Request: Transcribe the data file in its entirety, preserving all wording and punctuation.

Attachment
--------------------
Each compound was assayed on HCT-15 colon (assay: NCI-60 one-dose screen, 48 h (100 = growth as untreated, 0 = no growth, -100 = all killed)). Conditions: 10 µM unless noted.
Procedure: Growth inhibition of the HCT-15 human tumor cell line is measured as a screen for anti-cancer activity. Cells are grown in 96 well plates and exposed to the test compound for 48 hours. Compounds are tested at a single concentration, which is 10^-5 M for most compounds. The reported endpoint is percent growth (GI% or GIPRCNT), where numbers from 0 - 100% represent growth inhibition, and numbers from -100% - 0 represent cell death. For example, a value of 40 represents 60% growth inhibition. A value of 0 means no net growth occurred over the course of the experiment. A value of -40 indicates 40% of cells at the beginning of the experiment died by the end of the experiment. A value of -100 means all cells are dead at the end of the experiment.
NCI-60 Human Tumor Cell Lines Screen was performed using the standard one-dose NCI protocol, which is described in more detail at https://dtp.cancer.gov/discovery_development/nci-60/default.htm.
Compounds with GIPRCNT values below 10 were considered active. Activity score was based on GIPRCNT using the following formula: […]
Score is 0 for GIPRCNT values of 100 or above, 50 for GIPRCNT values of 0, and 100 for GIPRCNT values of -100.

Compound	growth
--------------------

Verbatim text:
Each compound was assayed on HCT-15 colon (assay: NCI-60 one-dose screen, 48 h (100 = growth as untreated, 0 = no growth, -100 = all killed)). Conditions: 10 µM unless noted.
Procedure: Growth inhibition of the HCT-15 human tumor cell line is measured as a screen for anti-cancer activity. Cells are grown in 96 well plates and exposed to the test compound for 48 hours. Compounds are tested at a single concentration, which is 10^-5 M for most compounds. The reported endpoint is percent growth (GI% or GIPRCNT), where numbers from 0 - 100% represent growth inhibition, and numbers from -100% - 0 represent cell death. For example, a value of 40 represents 60% growth inhibition. A value of 0 means no net growth occurred over the course of the experiment. A value of -40 indicates 40% of cells at the beginning of the experiment died by the end of the experiment. A value of -100 means all cells are dead at the end of the experiment.
NCI-60 Human Tumor Cell Lines Screen was performed using the standard one-dose NCI protocol, which is described in more detail at https://dtp.cancer.gov/discovery_development/nci-60/default.htm.
Compounds with GIPRCNT values below 10 were considered active. Activity score was based on GIPRCNT using the following formula: […]
Score is 0 for GIPRCNT values of 100 or above, 50 for GIPRCNT values of 0, and 100 for GIPRCNT values of -100.

Compound	growth